Welcoming Refugees Into Your Classroom
Walking into a new classroom for the first time can be anxiety inducing for students and teachers alike. If that new classroom is also in a new country, with different traditions, practices and expectations, the challenges become exponential.
More than 14 million people worldwide have had to flee their homes and become refugees to escape persecution and war.
Children arriving as refugees from countries in conflict may have also experienced trauma and witnessed atrocities. Their needs are complex and require a multi discipline approach between various agencies offering social assistance, housing and employment services, language learning and translation options and health supports, including mental wellness and counselling.
Although new arrivals face many challenges, it is also a time of excitement, especially for children, as the experience brings with it new opportunities, new friends and an end to an incredibly stressful start in life.
School can be sanctuary without the daily reminders of the devastation that was left behind, and in this safe space teachers can work to create a welcoming, inclusive environment that seeks to protect and nurture all students.
Practical Tips to Welcoming Refugees in Your Classroom
- Prepare Your Class
Encourage kindness and acceptance by asking the students, before the newcomers arrive, to practice empathy and imagine the emotions and worries that their new classmates may be bringing with them. Perhaps encourage them to make welcome cards or drawings for their new classmates.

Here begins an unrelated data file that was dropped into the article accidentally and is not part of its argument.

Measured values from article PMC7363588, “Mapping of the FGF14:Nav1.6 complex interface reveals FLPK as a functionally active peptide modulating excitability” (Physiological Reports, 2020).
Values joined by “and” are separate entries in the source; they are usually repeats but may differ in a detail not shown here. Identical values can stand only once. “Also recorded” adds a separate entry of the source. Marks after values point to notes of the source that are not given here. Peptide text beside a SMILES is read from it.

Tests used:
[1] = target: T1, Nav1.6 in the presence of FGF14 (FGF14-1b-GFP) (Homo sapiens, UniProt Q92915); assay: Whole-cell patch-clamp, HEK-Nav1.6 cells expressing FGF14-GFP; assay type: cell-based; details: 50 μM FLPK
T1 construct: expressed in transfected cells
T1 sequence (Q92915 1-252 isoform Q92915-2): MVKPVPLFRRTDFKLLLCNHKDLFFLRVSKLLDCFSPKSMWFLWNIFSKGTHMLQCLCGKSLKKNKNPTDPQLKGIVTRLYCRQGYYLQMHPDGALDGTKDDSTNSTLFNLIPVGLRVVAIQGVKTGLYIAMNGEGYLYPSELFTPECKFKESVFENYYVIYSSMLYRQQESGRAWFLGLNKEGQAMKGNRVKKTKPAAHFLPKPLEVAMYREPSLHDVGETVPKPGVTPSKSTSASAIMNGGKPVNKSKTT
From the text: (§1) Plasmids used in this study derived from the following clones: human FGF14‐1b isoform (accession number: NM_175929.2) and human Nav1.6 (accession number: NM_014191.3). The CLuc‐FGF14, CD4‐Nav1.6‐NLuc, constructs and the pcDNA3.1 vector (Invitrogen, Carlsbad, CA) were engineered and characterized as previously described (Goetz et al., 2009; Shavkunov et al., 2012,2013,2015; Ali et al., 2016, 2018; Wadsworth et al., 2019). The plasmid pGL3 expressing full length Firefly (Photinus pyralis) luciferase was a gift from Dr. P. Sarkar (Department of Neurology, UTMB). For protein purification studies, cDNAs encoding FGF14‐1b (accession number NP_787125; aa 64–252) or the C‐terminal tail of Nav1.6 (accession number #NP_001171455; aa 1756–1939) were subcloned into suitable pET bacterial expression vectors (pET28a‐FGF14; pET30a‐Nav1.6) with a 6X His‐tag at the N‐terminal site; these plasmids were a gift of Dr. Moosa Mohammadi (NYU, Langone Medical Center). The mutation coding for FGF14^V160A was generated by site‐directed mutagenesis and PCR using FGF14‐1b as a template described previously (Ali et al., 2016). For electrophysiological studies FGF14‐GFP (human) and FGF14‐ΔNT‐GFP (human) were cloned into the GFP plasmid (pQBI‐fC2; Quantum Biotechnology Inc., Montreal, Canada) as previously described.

- Embrace Diversity
Ensure your classroom library features a range of diverse literature to best reflect the multicultural community, see our list of books that promote diversity. Specifically also include a selection of books that directly deal with issues of displacement and focus on personal refugee stories. The UN Refugee Agency has produced a booklist seperated by grade level.
- Special Spaces
Create quiet spaces in the classroom or quiet periods in the timetable, where students are expected to keep noise levels low. Playing calming music during this time can really set the scene for a low stress environment.
Allow new students to share their stories, if they wish, this can be cathartic for them and can help the rest of the class to understand and appreciate the struggles they have encountered.
- Welcome Buddies
Consider assigning “Welcome Buddies” to new arrivals, students who volunteer to help acclimatise new classmates to the school building, rules and expectations and who will also hopefully become a new friend.
- A Family Welcome
Build school- home links by developing connections with families and community groups. Send home regular notes about the child’s progress, translated if necessary, and encourage parents to come and speak with you, join in with extracurricular activities or volunteer opportunities, so that they understand you are welcoming the whole family into the school community, not just the student.
- Baby Steps
Be prepared for setbacks, language barriers can create frustrations for students especially those that were high achievers in their home setting. Many refugees also suffer from varying degrees of PTSD and some school routines such as loud bells can cause fear or anxiety. Try to explain routines explicitly, perhaps with the use of picture cues and repeat your expectations regularly.
When children are exposed to people from other communities and cultures they usually find that they have far more similarities than differences, and with kindness, patience and empathy a newcomer can become a new friend.
Unicef has produced an excellent resource for educators to sensitively teach their students about the worldwide refugee crisis, for some background knowledge take a look at this informative article on how to talk to children about terrorism and war by The New York Times.